Friday, November 19, 2004
There are a lot of different moral values out there other than the ones prescribed by evangelical Christians. And maybe, just maybe, it's time for progressives to start talking about our moral values.
Frame it with religion if you want. There's a lot more in the Bible, for example, that encourages liberalism than conservatism: caring for our neighbors. Turning the other cheek. Thou shalt not kill. The meek shall inherit the Earth. The generally dim view of usury and greed. Being stewards, and treating the Earth with respect.
In politics, what we are really talking about is not just the personal behavior (or level of public devoutness) of our politicians. That's significant, of course; just ask Bill Clinton. But we also need to examine the moral implications of policy decisions.
Let's go there. President Bush's nominee for attorney general, White House Counsel Alberto Gonzales, is somehow considered less polarizing than the man he would replace, John Ashcroft. Yet Gonzales is the guy who wrote the memo justifying use of torture against prisoners in the war on terror, calling the relevant provisions in the Geneva Conventions barring such practices "quaint."
Providing a legal justification for torture is something that offends my moral values.
You want morals? What's the moral justification for a war that, in the name of their so-called liberation, has claimed the lives of 100,000 (and counting) Iraqi civilians? What's the moral justification for economic policies that allow the wealthy to skate on paying their fair share of the bill for the common good, while racking up a debt that our grandchildren will be paying for decades to come? What's so moral about a fabulously wealthy country in which children go hungry and health care access is a dubious proposition for the nearly 50 million uninsured? Where are the morals in policies designed to make the rich richer and the poor poorer?
Maybe I'm just dumb or hopelessly naive, but I don't understand how it can be that all the folks who messed up foreign policy in the first Bush administration, especially over Iraq, are being either promoted or kept in place. The ones who had the intelligence and courage to oppose what was happening are being given the boot.
There was some hope that once past the election President George W. Bush would hold those who made mistakes accountable. Fat chance. Secretary of State Colin Powell, who warned Bush that if he broke Iraq he would own it, is out. Secretary of Defense Donald Rumsfeld, who told Bush that Iraq would be a cakewalk and democracy would flourish, is still in.
Condoleezza Rice, who, as national security adviser should have made certain that the prescient State Department reports on the postwar period were paid attention to but did not, has been promoted to secretary of state. And her deputy, Stephen Hadley, whose specific job it was to plan for the postwar period, is the new national security adviser.
The CIA, which certainly made its share of mistakes but also warned that some of the intelligence the president's advisers were using was soft at best, unreliable at worst, is being pilloried. Its employees are being warned "to support the administration and its policies in our work" or get out.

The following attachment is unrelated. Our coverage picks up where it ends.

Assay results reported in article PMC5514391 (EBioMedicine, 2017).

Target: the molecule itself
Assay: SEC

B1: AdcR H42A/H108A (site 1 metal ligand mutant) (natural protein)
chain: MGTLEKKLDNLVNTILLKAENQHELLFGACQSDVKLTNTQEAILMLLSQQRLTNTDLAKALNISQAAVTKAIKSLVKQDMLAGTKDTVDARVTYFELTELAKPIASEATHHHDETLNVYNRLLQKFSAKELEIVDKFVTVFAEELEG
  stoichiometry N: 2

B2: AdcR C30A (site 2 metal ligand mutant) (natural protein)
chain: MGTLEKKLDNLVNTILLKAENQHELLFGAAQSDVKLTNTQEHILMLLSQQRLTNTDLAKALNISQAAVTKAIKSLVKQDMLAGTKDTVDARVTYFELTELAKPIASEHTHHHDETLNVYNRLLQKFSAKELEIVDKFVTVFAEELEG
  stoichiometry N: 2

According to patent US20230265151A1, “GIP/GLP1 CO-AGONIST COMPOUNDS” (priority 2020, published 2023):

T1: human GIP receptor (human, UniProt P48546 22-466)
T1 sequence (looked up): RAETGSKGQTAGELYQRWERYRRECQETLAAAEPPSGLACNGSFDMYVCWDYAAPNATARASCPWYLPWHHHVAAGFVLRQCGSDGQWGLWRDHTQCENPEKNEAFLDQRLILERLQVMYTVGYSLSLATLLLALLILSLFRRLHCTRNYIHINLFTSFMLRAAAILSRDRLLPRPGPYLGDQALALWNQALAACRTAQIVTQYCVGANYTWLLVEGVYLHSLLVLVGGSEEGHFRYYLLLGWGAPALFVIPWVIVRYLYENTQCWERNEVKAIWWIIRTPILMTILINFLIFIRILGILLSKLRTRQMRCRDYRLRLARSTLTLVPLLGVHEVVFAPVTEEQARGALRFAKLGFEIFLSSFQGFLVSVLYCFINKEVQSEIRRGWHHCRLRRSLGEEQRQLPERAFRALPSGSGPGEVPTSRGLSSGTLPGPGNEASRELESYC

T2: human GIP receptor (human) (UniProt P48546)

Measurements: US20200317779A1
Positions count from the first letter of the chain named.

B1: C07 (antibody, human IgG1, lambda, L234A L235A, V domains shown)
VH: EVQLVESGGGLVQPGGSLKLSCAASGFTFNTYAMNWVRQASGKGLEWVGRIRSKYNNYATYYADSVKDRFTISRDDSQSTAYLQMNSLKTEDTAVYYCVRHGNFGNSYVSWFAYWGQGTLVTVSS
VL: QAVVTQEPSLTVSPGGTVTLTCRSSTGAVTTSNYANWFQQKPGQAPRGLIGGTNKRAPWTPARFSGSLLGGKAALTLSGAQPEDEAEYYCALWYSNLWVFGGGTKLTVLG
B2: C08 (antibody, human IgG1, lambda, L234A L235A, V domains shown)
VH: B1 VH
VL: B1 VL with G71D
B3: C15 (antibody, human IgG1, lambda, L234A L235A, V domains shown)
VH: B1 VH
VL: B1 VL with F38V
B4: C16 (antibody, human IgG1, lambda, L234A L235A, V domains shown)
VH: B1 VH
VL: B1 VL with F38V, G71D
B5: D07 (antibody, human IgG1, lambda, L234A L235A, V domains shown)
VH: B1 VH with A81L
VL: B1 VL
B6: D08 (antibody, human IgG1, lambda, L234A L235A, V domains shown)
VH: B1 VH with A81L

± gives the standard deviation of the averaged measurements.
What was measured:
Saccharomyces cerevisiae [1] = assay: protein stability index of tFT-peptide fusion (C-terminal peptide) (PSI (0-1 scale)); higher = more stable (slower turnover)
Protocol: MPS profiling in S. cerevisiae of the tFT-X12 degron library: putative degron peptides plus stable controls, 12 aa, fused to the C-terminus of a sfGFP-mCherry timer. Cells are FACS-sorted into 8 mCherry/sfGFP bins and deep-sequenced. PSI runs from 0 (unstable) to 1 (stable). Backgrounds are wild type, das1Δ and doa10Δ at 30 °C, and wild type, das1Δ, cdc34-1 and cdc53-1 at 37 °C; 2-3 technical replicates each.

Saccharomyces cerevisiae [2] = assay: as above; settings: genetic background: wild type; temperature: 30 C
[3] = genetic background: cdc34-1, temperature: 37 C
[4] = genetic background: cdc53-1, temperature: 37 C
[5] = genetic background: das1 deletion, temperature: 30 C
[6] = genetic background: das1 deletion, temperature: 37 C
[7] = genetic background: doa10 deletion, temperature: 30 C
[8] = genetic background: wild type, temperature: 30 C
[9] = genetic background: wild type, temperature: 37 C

The most egregious case is at the Pentagon. Rumsfeld failed to anticipate the problems of post-war Iraq (although he was warned of the problems). He allowed his deputy, Paul Wolfowitz, to rely on the analysis of Ahmed Chalabi, who had not been in Iraq in decades and was considered untrustworthy by the CIA. He claimed he could ignore the Geneva Conventions when it came to treating certain prisoners, actions that led to the abuses at the Abu Ghraib prison.
And, perhaps worst of all, he ignored the advice of his own generals who told him he would need considerably more troops in Iraq to stabilize it after the war. Rumsfeld should have been fired months ago, but now he is staying on to stabilize the situation in Iraq. And all his neoconservative appointees are still there and in line for promotions.
I'm beginning to think these may be the End Times after all.
During the campaign, President Bush and his team made an unorthodox choice, to set aside any air of humility and admit to no errors in office. Repeatedly asked the if-you-had-it-to-do-over question, the president was consistent: Do nothing differently. This stance prompted political observers to wonder whether this really reflected the president’s belief or was simply a concession to not ruffling the feathers of his base.
The expected return of Defense Secretary Donald Rumsfeld answers the question: This administration is blind to its own failures.
The huge flaw in our enormously important endeavor in Iraq has been a shortage of troops. That shortfall was most crucial in the first weeks after Baghdad’s fall, when the coalition could not secure the streets or borders. If that had been done then, much of the insurgency might never have taken root. Once that rebellion brewed up, had it been met with deployment of more overwhelming U.S. force, it might not be the threat it is today.
This is a reflection of Secretary Rumsfeld’s philosophy that America can showcase a military where fewer people do more fighting — a view he stuck to even when warned by career military officers that more people on the ground would be necessary.
That failing should have been enough to warrant a new team at Defense. But the total mismanagement of prisoner abuses — from lax supervision to mishandling the public revelation of Abu Ghraib — should have cost Mr. Rumsfeld his post already.
Instead, the administration that prides itself on advocating an “ownership society” accepts no ownership of its mistakes. For its major errors, there has been no accountability.
Four more years.